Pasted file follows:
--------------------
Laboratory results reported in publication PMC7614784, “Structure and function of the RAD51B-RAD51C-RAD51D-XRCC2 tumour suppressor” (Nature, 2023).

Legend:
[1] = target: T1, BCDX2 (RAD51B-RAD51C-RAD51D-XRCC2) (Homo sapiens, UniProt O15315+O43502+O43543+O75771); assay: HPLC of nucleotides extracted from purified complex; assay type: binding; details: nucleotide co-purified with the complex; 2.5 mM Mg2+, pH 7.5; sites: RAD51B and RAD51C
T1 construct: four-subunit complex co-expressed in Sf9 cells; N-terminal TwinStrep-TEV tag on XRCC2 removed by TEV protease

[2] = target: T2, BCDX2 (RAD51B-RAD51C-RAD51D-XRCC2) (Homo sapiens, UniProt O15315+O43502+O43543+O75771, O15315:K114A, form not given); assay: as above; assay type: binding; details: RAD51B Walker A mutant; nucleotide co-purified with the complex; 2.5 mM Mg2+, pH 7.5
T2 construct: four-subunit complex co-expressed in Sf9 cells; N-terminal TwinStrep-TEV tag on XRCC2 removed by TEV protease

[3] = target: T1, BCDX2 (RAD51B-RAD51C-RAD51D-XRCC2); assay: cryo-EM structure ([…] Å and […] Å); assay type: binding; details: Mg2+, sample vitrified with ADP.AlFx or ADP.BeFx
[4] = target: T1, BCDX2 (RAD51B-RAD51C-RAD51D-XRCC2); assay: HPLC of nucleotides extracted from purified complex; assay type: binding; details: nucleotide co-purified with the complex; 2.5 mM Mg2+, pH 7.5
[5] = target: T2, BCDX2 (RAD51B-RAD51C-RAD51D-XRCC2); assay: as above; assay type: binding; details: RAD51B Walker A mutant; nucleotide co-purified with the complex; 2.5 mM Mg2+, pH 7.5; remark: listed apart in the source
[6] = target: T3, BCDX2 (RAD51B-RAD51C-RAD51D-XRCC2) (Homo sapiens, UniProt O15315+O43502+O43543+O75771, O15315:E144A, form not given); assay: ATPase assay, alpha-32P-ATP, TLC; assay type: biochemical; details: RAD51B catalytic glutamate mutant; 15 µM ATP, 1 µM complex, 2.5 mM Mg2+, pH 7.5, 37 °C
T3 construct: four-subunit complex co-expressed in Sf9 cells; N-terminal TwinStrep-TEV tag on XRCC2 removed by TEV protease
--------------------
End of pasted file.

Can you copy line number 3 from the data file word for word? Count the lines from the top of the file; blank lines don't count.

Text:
[1] = target: T1, BCDX2 (RAD51B-RAD51C-RAD51D-XRCC2) (Homo sapiens, UniProt O15315+O43502+O43543+O75771); assay: HPLC of nucleotides extracted from purified complex; assay type: binding; details: nucleotide co-purified with the complex; 2.5 mM Mg2+, pH 7.5; sites: RAD51B and RAD51C